Comfort of home can come from a simple meal.
Polenta “Pizza” with Crumbled Sage
This is one of those serendipitous, stumbled-upon creations. I had made a big pot of polenta, and I poured the leftovers into a baking dish in a thin layer. The next day, foraging in the fridge for lunch, I came upon the polenta, a little fresh mozzarella, a little Parmesan (or was it Pecorino?). To make a pizza of sorts, I layered on the cheeses, added a splash of oil, crumbled over a handful of dried sage leaves, and put it into a hot oven. The result was completely satisfying. So what if it’s not truly a pizza?—though perhaps it has a culinary ancestor somewhere, since there’s really nothing new under the sun.
1 cup stone-ground polenta
½ pound fresh mozzarella
½ cup grated Parmigiano-Reggiano or Pecorino Romano cheese
Extra virgin olive oil for drizzling
Leaves from 1 bunch dried fresh sage (see Note)
Red pepper flakes
1. Bring 4 cups water to a boil in a large heavy saucepan and add 2 teaspoons salt. Whisk in the polenta and continue whisking as it begins to bubble. After a minute or two, when the polenta has thickened a bit, reduce the heat to low and let cook gently, stirring occasionally, for about 45 minutes, until thickened and smooth, with no raw cornmeal taste. If the polenta gets too thick as it cooks, add a bit more water. Remove a spoonful and cool, then taste and adjust the seasoning, if necessary.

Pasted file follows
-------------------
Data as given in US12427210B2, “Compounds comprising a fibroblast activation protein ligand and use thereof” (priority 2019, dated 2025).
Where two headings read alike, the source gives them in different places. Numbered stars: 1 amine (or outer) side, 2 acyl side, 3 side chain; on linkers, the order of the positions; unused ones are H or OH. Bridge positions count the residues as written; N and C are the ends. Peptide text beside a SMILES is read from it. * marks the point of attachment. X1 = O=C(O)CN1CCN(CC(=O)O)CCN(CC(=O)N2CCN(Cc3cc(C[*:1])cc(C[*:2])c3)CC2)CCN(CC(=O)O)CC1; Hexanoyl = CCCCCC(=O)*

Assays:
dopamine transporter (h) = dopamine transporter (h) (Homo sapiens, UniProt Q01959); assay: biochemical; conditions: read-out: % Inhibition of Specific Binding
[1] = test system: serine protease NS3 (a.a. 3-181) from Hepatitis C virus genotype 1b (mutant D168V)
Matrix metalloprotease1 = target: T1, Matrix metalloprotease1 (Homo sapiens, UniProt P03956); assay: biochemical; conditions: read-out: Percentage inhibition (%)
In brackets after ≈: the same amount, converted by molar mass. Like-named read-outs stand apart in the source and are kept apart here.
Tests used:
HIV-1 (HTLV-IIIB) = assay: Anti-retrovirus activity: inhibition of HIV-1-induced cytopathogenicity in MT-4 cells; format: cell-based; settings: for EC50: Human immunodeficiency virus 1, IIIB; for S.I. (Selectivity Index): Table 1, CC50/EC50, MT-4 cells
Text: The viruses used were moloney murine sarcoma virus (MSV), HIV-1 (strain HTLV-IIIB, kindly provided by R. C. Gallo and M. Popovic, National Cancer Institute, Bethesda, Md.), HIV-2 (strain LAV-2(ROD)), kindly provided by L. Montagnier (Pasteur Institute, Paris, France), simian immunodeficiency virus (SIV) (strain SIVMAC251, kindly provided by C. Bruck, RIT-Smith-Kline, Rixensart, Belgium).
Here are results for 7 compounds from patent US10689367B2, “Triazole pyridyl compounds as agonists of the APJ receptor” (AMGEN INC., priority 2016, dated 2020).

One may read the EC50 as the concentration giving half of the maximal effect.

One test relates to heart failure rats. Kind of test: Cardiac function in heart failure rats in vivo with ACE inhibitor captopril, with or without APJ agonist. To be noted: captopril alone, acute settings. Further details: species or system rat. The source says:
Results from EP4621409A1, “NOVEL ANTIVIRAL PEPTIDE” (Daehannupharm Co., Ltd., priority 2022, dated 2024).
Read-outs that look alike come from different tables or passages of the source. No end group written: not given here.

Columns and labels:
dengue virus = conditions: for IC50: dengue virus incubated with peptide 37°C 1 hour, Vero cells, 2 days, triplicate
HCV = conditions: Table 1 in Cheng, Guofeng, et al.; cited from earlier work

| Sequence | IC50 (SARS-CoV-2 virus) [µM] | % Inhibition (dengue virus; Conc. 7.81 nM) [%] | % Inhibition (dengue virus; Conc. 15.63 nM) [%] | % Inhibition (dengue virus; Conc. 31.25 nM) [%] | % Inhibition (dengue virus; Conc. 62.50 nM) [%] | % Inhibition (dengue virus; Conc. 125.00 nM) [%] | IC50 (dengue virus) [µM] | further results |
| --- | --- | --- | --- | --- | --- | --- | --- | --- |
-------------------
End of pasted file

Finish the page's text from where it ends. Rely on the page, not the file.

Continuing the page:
2. Spread the polenta on a lightly oiled baking dish to a thickness of ½ inch. Let cool and set, preferably overnight, in the refrigerator.
3. Heat the oven to 400°F, with a rack in the top third. Tear the mozzarella into big shreds and scatter over the polenta. Top with the Parmesan. Drizzle lightly with oil and crumble the sage leaves on top.
4. Bake the polenta until the cheese is bubbling and lightly browned, 10 to 15 minutes. Sprinkle with red pepper flakes and freshly ground black pepper to taste and let cool slightly.
5. Serve cut into rough wedges or squares.
Note: You can dry a bunch of fresh sage by leaving it on a windowsill for a day or two. Freshly dried sage is quite flavorful, but if you don’t get around to this, don’t substitute sage from a jar—use a little chopped rosemary instead.
“Excerpted from One Good Dish by David Tanis (Artisan Books). Copyright © 2013. Photographs by Gentl & Hyers."